High performance liquid chromatography (HPLC) refers to a technique for partitioning the components of a sample between a liquid moving or mobile phase and a solid stationary phase. Reverse phase support refers to any stationary support for use in HPLC which is less polar than the starting mobile phase. Ion pair (IP) chromatography refers to any chromatographic method for separating samples in which at least some of the sample components contain functional groups which are ionized or ionizable. Typically, this type of chromatography is carried out with a reverse phase in the presence of a ion-pairing agent. An ion-pairing agent is an agent which interacts with the ionized or the ionizable groups on the sample molecule to improve resolution in a separation. The degree of hydrophobicity and concentration of an ion-pairing agent depends on the number and types of charged sites in the sample. Ion-pairing reverse-phased high performance liquid chromatography is a type high performance liquid chromatography in which the solid support is a reverse-phase support and the mobile phase contains an ion pairing agent. The stationary phase in reversed phase ion pairing chromatography is typically contained in a column equipped with fluid connections at the inlet and outlet ends. The invention may be performed typically using such columns, however, the stationary phase may also take the form of capillary tubing containing a stationary phase, or any other spatial arrangement allowing for the application of mobile phase and sample, such as thin layer chromatography. The term column incorporates all such spatial arrangements the of stationary phase. The preferred arrangement is a liquid chromatography column. Besides columns of the usual dimensions for analytical HPLC, the invention may be performed using capillary columns or microfabricated devices such as a substrate with grooves containing a stationary phase fabricated by techniques known to those skilled in the art of semiconductor device manufacturing.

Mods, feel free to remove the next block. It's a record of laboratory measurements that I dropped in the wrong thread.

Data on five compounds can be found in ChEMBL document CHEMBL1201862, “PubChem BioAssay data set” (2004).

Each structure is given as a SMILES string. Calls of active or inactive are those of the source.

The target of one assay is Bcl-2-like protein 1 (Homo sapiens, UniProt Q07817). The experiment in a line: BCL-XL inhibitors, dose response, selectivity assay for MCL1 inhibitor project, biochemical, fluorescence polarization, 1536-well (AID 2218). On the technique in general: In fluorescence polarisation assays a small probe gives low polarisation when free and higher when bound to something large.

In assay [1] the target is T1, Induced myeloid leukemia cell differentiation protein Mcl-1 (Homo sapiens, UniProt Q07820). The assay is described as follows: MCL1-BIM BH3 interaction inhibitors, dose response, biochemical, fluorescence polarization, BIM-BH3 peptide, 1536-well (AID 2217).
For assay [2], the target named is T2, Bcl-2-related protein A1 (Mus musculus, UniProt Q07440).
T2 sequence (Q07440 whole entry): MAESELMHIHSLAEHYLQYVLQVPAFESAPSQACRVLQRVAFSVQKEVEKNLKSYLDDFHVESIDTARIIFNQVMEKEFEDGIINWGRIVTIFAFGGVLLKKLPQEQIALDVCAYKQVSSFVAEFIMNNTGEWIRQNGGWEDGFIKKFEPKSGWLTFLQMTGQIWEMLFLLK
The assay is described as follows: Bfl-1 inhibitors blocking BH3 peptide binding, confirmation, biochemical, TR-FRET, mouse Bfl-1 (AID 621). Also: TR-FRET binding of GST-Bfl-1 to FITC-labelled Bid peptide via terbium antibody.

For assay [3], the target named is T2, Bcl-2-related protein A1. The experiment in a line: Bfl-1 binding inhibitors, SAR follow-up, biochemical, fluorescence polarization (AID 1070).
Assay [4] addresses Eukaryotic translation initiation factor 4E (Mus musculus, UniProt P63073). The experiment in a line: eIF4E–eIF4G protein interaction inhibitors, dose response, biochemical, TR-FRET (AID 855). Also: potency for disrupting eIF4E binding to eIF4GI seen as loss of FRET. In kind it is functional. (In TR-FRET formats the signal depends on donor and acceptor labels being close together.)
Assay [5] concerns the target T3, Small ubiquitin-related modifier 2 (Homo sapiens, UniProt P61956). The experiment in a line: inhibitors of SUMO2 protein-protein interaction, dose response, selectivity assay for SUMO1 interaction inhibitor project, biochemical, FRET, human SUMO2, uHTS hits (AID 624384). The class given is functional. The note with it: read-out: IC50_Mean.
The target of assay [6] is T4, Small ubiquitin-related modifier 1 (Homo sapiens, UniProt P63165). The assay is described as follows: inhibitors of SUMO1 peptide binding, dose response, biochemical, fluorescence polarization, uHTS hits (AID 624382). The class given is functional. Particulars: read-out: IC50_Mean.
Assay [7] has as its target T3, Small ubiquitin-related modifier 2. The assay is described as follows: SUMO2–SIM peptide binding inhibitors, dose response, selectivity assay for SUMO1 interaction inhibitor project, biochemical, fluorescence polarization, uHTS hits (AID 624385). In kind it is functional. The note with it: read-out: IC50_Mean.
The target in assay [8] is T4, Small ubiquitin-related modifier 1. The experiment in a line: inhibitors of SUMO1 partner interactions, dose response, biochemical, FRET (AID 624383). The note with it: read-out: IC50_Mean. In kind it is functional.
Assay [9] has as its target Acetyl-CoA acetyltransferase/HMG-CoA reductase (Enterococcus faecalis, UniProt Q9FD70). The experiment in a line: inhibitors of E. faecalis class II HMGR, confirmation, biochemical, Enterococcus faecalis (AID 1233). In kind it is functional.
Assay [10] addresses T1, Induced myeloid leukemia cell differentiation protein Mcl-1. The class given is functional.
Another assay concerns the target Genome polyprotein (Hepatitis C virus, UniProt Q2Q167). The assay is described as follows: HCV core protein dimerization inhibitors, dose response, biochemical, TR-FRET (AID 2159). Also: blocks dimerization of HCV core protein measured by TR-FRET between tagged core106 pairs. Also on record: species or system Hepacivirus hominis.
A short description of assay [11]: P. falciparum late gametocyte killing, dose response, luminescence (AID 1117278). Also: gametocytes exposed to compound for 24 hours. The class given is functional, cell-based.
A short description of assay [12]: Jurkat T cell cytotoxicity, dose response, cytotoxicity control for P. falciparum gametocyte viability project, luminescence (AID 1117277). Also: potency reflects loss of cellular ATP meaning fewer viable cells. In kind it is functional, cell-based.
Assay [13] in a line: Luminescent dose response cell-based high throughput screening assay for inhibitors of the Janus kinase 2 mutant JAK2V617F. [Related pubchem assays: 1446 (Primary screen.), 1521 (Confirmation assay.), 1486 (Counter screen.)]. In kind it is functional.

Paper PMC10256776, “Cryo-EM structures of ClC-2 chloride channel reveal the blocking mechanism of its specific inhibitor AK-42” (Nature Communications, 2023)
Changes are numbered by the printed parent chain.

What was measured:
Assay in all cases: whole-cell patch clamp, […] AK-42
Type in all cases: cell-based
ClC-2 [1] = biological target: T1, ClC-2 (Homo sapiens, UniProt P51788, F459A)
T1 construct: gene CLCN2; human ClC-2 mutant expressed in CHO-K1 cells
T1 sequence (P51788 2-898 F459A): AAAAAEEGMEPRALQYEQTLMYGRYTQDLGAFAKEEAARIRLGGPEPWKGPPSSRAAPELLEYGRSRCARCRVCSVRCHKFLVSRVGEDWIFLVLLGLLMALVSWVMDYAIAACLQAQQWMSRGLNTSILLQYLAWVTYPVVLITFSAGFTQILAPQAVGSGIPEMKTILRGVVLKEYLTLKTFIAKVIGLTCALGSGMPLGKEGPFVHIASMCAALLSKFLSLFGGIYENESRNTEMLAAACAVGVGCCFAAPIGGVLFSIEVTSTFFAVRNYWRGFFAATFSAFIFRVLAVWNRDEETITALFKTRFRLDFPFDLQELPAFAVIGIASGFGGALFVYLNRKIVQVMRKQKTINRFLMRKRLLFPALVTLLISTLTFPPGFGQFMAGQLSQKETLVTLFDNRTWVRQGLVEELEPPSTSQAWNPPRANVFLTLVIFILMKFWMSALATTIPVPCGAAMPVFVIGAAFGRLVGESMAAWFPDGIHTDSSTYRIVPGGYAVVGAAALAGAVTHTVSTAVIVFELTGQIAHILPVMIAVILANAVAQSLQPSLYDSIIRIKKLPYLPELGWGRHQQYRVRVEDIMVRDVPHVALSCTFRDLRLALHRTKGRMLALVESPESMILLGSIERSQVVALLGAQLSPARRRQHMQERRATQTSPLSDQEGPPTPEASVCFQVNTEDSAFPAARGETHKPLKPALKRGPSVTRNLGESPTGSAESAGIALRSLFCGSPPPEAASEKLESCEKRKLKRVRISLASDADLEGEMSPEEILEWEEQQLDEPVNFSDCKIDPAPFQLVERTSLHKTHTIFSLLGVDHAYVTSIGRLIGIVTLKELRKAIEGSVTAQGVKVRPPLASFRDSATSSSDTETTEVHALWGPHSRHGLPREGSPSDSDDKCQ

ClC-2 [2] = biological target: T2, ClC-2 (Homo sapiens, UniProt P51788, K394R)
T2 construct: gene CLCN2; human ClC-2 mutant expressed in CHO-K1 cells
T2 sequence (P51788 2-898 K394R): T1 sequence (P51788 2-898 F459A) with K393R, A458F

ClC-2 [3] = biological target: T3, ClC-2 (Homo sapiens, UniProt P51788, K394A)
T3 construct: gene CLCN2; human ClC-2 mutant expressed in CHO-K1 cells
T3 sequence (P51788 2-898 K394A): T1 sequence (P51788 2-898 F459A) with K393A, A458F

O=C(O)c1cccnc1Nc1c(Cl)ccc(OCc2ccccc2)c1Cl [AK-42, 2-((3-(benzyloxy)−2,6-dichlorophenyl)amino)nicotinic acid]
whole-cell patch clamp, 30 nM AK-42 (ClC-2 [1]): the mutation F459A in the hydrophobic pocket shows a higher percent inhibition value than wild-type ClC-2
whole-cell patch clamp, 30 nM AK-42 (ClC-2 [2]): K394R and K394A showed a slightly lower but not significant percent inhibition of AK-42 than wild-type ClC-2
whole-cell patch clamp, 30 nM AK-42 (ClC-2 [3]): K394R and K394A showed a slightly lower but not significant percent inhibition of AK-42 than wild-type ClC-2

Base pair mismatches typically refer to a single base pair mismatch flanked by matched base pairs. However, this may also refer to base pair mismatches in a series of mismatched based pairs flanked by matched based pairs. Insertions or deletions in two otherwise complementary oligonucleotide strands result in heteroduplexes where one strand contains the greater number of nucleotides at an internal site than the second strand and where the extra nucleotides are flanked by paired complementary sequences. A heteroduplex molecule that is at least partially denatured in a set of conditions refers to a molecule in which some of the complementary base pairs of the duplex are not hydrogen bond paired. In accordance with the present invention, the separation techniques are applied to macromolecules, including DNA duplexes, which undergo a temperature-sensitive structural denaturation. The macromolecular materials which may be separated according to the present invention include those which undergo a temperature sensitive denaturation or conformational change that causes a retention shift to differentially elute the sample from a column from other materials. Thus, the present invention may be utilized to separate double stranded DNA samples which contain one or more mismatches (the heteroduplex) from the same or similarly sized double-stranded DNA sample in which there are no mismatches (homoduplex). Furthermore, separation may be accomplished if mismatches occur at different sectors of a duplex or if different duplexes contain different mismatches, as long as the respective mismatches result in a temperature dependent conformational change which differs between non-identical duplexes. The temperature gradient may be applied by either increasing the temperature of the entire column after the sample has been applied (temporal gradient), or by heating/cooling different sectors of the column so that there is an axial or linear temperature gradient along the column (spatial gradient). Since typically one strand of the homoduplex or heteroduplex will be a probe, the probes may be labeled with a fluorescent or other tag, to enhance sensitivity of identification and separation. Application of the technique of ion pair reverse phase liquid chromatography is preferred.